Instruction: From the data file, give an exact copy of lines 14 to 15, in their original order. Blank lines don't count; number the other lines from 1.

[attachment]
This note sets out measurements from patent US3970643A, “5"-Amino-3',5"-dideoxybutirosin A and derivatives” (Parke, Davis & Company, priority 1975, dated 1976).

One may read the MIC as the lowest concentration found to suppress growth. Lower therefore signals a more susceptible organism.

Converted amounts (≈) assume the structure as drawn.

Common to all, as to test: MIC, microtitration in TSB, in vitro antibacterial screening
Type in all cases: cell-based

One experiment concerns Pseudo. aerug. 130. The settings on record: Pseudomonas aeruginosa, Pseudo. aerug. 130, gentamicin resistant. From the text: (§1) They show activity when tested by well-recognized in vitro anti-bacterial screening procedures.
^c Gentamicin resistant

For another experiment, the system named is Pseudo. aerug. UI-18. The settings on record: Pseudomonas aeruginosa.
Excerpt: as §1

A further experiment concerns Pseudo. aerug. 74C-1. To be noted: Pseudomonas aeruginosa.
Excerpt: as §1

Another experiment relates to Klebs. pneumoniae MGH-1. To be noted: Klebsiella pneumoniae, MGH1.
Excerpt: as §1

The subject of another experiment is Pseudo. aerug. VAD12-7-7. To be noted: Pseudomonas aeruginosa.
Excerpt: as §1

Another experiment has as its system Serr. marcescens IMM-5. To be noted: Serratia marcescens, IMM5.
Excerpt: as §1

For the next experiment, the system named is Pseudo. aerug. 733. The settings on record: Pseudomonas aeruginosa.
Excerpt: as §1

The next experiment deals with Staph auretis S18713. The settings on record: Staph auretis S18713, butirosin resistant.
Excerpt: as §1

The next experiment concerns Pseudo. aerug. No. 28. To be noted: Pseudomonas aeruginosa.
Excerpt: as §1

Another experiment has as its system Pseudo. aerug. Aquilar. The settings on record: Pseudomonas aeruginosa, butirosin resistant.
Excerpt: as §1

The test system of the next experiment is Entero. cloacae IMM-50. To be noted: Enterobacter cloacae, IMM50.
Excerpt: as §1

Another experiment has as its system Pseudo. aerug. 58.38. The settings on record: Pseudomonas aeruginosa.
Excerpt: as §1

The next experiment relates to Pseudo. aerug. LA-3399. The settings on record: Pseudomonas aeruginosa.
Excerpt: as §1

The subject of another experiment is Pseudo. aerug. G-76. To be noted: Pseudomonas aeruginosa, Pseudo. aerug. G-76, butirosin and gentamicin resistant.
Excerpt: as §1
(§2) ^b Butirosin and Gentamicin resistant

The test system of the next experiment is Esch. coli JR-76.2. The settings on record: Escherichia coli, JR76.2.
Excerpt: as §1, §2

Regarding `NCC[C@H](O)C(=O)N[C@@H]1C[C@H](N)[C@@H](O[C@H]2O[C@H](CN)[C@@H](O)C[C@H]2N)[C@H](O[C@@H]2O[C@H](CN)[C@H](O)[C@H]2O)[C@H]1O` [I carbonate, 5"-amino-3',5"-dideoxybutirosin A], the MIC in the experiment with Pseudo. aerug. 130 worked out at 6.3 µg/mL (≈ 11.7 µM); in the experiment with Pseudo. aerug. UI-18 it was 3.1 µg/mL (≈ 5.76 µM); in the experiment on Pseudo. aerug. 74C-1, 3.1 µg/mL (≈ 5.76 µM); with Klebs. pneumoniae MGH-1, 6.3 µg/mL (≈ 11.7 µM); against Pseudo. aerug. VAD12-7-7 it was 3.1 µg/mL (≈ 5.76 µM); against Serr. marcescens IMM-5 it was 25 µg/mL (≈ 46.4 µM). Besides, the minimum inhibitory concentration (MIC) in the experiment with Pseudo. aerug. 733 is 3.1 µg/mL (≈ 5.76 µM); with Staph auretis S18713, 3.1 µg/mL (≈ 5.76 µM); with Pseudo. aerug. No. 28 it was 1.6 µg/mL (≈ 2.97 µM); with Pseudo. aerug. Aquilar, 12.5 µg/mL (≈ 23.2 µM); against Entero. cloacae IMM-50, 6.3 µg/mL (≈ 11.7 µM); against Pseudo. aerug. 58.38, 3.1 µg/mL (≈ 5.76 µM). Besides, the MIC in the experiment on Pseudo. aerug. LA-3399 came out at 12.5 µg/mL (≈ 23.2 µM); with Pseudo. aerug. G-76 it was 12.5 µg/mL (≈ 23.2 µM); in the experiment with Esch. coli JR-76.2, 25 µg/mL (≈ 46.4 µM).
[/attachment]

The subject of another experiment is Pseudo. aerug. VAD12-7-7. To be noted: Pseudomonas aeruginosa.
Excerpt: as §1